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Norway suspect pleads not guilty in country's first terror financing trial

A Somalia native pleaded not guilty [Aftenposten report, in Norwegian] Tuesday in an Oslo District Court [official website, in Norwegian] at Norway's first trial under its 2002 terror financing law. The unidentified Somali-born Norwegian citizen has been accused [AP report] of sending at least USD $33,000 to senior commanders of the al-Shabaab [CFR backgrounder] rebel movement between August 2007 and February 2008. According to Norwegian newspaper Aftenposten, the indictment states the accused was in contact with the organization and was informed about its actions, which include plans to overthrow the Somali government. The defense counsel for the accused maintains that his client only intended to send money to the Islamic Courts Union and that he did not understand the group had ties to al-Shabaab. The Islamist al-Shabaab movement has been linked to al Qaeda [JURIST news archive] in the past.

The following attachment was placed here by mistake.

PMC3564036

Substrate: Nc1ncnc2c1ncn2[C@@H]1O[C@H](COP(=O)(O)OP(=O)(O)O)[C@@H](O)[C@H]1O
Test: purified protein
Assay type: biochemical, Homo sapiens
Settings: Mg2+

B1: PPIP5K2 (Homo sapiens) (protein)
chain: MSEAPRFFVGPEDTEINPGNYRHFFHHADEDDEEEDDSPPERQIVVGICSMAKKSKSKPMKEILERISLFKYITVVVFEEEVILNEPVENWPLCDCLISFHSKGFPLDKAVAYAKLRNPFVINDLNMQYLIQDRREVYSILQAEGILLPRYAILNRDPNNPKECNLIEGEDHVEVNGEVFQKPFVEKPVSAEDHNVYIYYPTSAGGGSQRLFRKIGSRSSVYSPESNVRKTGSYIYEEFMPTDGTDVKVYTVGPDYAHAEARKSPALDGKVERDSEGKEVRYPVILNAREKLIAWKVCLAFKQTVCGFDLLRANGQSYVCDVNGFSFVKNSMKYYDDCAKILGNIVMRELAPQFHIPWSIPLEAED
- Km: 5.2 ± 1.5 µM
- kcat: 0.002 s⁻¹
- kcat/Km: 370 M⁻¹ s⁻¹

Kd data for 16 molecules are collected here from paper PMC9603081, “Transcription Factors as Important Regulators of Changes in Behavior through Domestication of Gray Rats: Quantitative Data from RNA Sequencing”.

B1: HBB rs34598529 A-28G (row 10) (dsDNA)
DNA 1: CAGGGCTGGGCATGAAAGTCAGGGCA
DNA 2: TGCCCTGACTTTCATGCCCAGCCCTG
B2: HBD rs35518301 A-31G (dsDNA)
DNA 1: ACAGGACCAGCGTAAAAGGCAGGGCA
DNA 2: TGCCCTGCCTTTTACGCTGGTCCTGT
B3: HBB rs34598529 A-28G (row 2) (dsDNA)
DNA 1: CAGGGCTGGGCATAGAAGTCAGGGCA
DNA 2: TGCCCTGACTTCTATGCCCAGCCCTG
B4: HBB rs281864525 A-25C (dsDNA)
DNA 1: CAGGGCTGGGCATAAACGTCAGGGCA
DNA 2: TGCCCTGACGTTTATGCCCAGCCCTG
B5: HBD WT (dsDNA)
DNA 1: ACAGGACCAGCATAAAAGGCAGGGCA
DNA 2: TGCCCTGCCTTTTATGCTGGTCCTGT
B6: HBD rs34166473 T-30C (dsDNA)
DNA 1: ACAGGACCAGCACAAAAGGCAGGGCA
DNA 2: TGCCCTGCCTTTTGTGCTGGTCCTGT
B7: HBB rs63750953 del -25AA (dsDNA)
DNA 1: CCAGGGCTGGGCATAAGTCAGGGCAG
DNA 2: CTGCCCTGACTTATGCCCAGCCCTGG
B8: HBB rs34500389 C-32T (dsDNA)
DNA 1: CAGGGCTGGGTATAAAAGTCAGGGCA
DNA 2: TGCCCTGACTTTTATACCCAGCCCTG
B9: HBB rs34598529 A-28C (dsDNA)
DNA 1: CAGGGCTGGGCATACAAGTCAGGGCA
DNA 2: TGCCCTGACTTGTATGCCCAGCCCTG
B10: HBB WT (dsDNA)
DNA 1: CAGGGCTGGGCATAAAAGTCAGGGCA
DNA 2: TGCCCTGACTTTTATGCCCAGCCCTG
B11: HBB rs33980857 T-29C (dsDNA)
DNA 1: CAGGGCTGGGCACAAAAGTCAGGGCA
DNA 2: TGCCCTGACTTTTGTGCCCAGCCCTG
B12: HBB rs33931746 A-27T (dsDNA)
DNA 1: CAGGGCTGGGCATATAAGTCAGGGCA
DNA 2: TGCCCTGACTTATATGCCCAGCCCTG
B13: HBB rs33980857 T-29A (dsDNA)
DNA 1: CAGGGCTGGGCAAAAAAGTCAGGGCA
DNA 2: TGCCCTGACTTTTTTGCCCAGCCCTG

Prosecutors in Norway have yet to win a conviction under Norway's anti-terrorism laws [JURIST news archive], which were passed in response to the 9/11 attacks [JURIST news archive] on the US. In 2008, a Norwegian court acquitted three suspects [JURIST report] accused of planning to attack the US and Israeli embassies in Oslo in the first trial under the anti-terrorism law. Norway's anti-terrorism laws have been criticized [JURIST report] by the US in the past for being too lenient.

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